48. 48. annota'ng  complex  cases  
  49. 49. Evidence  may  support  joining  two  or  more  different  gene  models.     Warning:  protein  alignments  may  have  incorrect  splice  sites  and  lack  non-­‐conserved  regions!     1.  In  ‘User-­‐created  Annota<ons’  area  shio-­‐click  to  select  an  intron  from  each  gene  model  and   right  click  to  select  the  ‘Merge’  op'on  from  the  menu.     2.  Drag  suppor'ng  evidence  tracks  over  the  candidate  models  to  corroborate  overlap,  or   review  edge  matching  and  coverage  across  models.   3.  Check  the  resul'ng  transla'on  by  querying  a  protein  database  e.g.  UniProt,  NCBI  nr.  Add   comments  to  record  that  this  annota'on  is  the  result  of  a  merge.   49 Red  lines  around  exons:   ‘edge-­‐matching’  allows  annotators  to  confirm  whether  the   evidence  is  in  agreement  without  examining  each  exon  at  the   base  level.   COMPLEX CASES merge two gene predictions on the same scaffold BECOMING ACQUAINTED WITH APOLLO COMPLEX CASES
  50. 50. One  or  more  splits  may  be  recommended  when:     -­‐  different  segments  of  the  predicted  protein  align  to  two  or  more  different   gene  families     -­‐  predicted  protein  doesn’t  align  to  known  proteins  over  its  en're  length   -­‐  Transcript  data  may  support  a  split,  but  first  verify  whether  they  are   alterna've  transcripts.     50 COMPLEX CASES split a gene prediction BECOMING ACQUAINTED WITH APOLLO COMPLEX CASES
  51. 51. DNA  Track   ‘User-­‐created  Annota;ons’  Track   51 COMPLEX CASES annotate frameshifts and correct single-base errors Always  remember:  when  annota'ng  gene  models  using  Apollo,  you  are  looking  at  a  ‘frozen’  version  of   the  genome  assembly  and  you  will  not  be  able  to  modify  the  assembly  itself.   BECOMING ACQUAINTED WITH APOLLO COMPLEX CASES
  52. 52. 52 COMPLEX CASES correcting selenocysteine containing proteins BECOMING ACQUAINTED WITH APOLLO COMPLEX CASES
  53. 53. 53 COMPLEX CASES correcting selenocysteine containing proteins BECOMING ACQUAINTED WITH APOLLO COMPLEX CASES
  54. 54. 1.  Apollo  allows  annotators  to  make  single  base  modifica'ons  or  frameshios  that  are  reflected  in   the  sequence  and  structure  of  any  transcripts  overlapping  the  modifica'on.  These   manipula'ons  do  NOT  change  the  underlying  genomic  sequence.     2.  If  you  determine  that  you  need  to  make  one  of  these  changes,  zoom  in  to  the  nucleo'de  level   and  right  click  over  a  single  nucleo'de  on  the  genomic  sequence  to  access  a  menu  that   provides  op'ons  for  crea'ng  inser'ons,  dele'ons  or  subs'tu'ons.     3.  The  ‘Create  Genomic  Inser<on’  feature  will  require  you  to  enter  the  necessary  string  of   nucleo'de  residues  that  will  be  inserted  to  the  right  of  the  cursor’s  current  loca'on.  The   ‘Create  Genomic  Dele<on’  op'on  will  require  you  to  enter  the  length  of  the  dele'on,  star'ng   with  the  nucleo'de  where  the  cursor  is  posi'oned.  The  ‘Create  Genomic  Subs<tu<on’  feature   asks  for  the  string  of  nucleo'de  residues  that  will  replace  the  ones  on  the  DNA  track.   4.  Once  you  have  entered  the  modifica'ons,  Apollo  will  recalculate  the  corrected  transcript  and   protein  sequences,  which  will  appear  when  you  use  the  right-­‐click  menu  ‘Get  Sequence’   op'on.  Since  the  underlying  genomic  sequence  is  reflected  in  all  annota'ons  that  include  the   modified  region  you  should  alert  the  curators  of  your  organisms  database  using  the   ‘Comments’  sec'on  to  report  the  CDS  edits.     5.  In  special  cases  such  as  selenocysteine  containing  proteins  (read-­‐throughs),  right-­‐click  over  the   offending/premature  ‘Stop’  signal  and  choose  the  ‘Set  readthrough  stop  codon’  op'on  from   the  menu.     54 COMPLEX CASES annotating frameshifts and correcting single-base errors & selenocysteines BECOMING ACQUAINTED WITH APOLLO COMPLEX CASES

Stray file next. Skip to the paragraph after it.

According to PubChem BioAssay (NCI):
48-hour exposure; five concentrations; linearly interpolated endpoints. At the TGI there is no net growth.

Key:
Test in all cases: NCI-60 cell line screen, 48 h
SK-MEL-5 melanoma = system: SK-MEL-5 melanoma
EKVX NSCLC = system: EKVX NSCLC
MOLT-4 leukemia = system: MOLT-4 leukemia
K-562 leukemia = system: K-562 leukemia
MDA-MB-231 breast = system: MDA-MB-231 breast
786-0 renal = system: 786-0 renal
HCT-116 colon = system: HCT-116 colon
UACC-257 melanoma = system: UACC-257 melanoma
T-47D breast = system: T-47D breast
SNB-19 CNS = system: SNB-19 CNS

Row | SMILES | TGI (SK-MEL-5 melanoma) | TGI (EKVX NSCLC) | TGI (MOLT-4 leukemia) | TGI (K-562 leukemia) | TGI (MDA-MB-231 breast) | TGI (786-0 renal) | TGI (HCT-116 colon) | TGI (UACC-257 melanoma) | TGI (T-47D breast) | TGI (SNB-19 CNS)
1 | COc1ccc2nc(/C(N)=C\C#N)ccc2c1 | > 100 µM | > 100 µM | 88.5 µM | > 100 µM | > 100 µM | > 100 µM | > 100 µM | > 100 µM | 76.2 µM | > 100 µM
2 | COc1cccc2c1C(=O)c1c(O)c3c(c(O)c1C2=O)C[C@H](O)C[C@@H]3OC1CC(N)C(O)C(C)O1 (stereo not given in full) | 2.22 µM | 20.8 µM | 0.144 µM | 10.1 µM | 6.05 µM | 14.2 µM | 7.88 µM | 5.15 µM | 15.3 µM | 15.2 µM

56. 56. 56 The  Annota'on  Informa;on  Editor   56 USER NAVIGATION BECOMING ACQUAINTED WITH APOLLO
  57. 57. 57 The  Annota'on  Informa;on  Editor   •  Add  PubMed  IDs   •  Include  GO  terms  as  appropriate   from  any  of  the  three  ontologies   •  Write  comments  sta'ng  how  you   have  validated  each  model.   57 USER NAVIGATION BECOMING ACQUAINTED WITH APOLLO
  58. 58. 58 | 58 USER NAVIGATION BECOMING ACQUAINTED WITH APOLLO •  Keeping track of each edit
  59. 59. 59 Annota'ons,  annota'on  edits,  and  History:  stored  in  a  centralized  database.   59 USER NAVIGATION BECOMING ACQUAINTED WITH APOLLO
  60. 60. Follow  the  checklist  un'l  you  are  happy  with  the  annota'on!   And  remember  to…   –  comment  to  validate  your  annota'on,  even  if  you  made  no  changes  to  an   exis'ng  model.  Think  of  comments  as  your  vote  of  confidence.     –  or  add  a  comment  to  inform  the  community  of  unresolved  issues  you   think  this  model  may  have.   60 | 60 Always  Remember:  Apollo  cura'on  is  a  community  effort  so  please   use  comments  to  communicate  the  reasons  for  your     annota'on.  Your  comments  will  be  visible  to  everyone.   COMPLETING THE ANNOTATION BECOMING ACQUAINTED WITH APOLLO